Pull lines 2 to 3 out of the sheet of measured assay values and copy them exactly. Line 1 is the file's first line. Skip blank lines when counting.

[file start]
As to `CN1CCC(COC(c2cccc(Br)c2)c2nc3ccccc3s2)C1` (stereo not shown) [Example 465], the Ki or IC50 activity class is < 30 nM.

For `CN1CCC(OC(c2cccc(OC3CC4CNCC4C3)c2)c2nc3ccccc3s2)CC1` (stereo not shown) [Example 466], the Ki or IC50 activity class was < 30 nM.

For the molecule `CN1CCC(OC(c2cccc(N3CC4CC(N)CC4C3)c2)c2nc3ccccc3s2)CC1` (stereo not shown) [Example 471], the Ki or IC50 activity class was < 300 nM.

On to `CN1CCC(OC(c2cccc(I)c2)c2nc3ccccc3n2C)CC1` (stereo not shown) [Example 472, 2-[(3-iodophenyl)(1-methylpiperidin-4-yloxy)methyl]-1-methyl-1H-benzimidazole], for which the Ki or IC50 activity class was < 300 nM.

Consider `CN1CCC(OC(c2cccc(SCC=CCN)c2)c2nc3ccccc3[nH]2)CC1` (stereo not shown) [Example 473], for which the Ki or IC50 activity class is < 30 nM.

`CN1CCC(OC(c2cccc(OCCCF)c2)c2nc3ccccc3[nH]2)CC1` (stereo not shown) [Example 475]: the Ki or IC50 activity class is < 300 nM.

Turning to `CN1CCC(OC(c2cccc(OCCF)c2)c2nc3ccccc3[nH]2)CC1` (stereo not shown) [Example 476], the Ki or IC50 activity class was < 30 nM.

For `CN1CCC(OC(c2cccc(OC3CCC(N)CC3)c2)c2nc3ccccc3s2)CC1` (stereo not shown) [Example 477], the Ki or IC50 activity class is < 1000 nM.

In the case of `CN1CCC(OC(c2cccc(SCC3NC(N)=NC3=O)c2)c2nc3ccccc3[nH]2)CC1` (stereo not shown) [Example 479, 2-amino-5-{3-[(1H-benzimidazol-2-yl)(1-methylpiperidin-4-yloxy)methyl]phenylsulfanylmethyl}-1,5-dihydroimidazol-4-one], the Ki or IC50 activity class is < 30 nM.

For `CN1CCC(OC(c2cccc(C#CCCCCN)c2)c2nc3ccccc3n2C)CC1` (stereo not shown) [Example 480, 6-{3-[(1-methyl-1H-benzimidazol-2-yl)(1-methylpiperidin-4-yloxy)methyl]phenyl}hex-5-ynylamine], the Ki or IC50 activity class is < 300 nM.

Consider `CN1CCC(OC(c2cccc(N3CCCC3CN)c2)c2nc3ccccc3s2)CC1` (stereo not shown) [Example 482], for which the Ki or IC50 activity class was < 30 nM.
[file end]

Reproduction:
For `CN1CCC(OC(c2cccc(OC3CC4CNCC4C3)c2)c2nc3ccccc3s2)CC1` (stereo not shown) [Example 466], the Ki or IC50 activity class was < 30 nM.

For the molecule `CN1CCC(OC(c2cccc(N3CC4CC(N)CC4C3)c2)c2nc3ccccc3s2)CC1` (stereo not shown) [Example 471], the Ki or IC50 activity class was < 300 nM.